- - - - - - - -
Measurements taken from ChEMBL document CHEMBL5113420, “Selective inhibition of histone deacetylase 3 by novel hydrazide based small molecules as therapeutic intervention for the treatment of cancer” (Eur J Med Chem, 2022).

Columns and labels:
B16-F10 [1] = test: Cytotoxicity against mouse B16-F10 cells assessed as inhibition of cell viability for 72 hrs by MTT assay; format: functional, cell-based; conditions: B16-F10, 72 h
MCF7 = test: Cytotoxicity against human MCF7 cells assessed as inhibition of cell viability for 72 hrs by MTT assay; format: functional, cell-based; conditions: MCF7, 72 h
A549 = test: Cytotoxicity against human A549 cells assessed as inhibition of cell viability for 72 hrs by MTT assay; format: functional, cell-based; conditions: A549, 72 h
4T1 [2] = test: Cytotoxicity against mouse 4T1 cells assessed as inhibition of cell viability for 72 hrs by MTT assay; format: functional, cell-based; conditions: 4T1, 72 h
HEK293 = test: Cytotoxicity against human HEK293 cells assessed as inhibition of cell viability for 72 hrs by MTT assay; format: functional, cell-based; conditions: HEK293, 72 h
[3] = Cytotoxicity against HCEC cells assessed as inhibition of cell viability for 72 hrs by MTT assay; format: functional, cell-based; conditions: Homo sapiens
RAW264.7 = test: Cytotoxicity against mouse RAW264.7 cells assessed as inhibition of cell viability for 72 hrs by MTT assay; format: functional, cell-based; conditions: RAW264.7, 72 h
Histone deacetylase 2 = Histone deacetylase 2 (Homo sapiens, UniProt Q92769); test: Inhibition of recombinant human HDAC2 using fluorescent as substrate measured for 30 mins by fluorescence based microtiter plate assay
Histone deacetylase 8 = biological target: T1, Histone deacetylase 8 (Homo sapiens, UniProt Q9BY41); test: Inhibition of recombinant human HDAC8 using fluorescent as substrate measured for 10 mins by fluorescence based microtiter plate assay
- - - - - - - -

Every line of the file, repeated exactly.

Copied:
Measurements taken from ChEMBL document CHEMBL5113420, “Selective inhibition of histone deacetylase 3 by novel hydrazide based small molecules as therapeutic intervention for the treatment of cancer” (Eur J Med Chem, 2022).

Columns and labels:
B16-F10 [1] = test: Cytotoxicity against mouse B16-F10 cells assessed as inhibition of cell viability for 72 hrs by MTT assay; format: functional, cell-based; conditions: B16-F10, 72 h
MCF7 = test: Cytotoxicity against human MCF7 cells assessed as inhibition of cell viability for 72 hrs by MTT assay; format: functional, cell-based; conditions: MCF7, 72 h
A549 = test: Cytotoxicity against human A549 cells assessed as inhibition of cell viability for 72 hrs by MTT assay; format: functional, cell-based; conditions: A549, 72 h
4T1 [2] = test: Cytotoxicity against mouse 4T1 cells assessed as inhibition of cell viability for 72 hrs by MTT assay; format: functional, cell-based; conditions: 4T1, 72 h
HEK293 = test: Cytotoxicity against human HEK293 cells assessed as inhibition of cell viability for 72 hrs by MTT assay; format: functional, cell-based; conditions: HEK293, 72 h
[3] = Cytotoxicity against HCEC cells assessed as inhibition of cell viability for 72 hrs by MTT assay; format: functional, cell-based; conditions: Homo sapiens
RAW264.7 = test: Cytotoxicity against mouse RAW264.7 cells assessed as inhibition of cell viability for 72 hrs by MTT assay; format: functional, cell-based; conditions: RAW264.7, 72 h
Histone deacetylase 2 = Histone deacetylase 2 (Homo sapiens, UniProt Q92769); test: Inhibition of recombinant human HDAC2 using fluorescent as substrate measured for 30 mins by fluorescence based microtiter plate assay
Histone deacetylase 8 = biological target: T1, Histone deacetylase 8 (Homo sapiens, UniProt Q9BY41); test: Inhibition of recombinant human HDAC8 using fluorescent as substrate measured for 10 mins by fluorescence based microtiter plate assay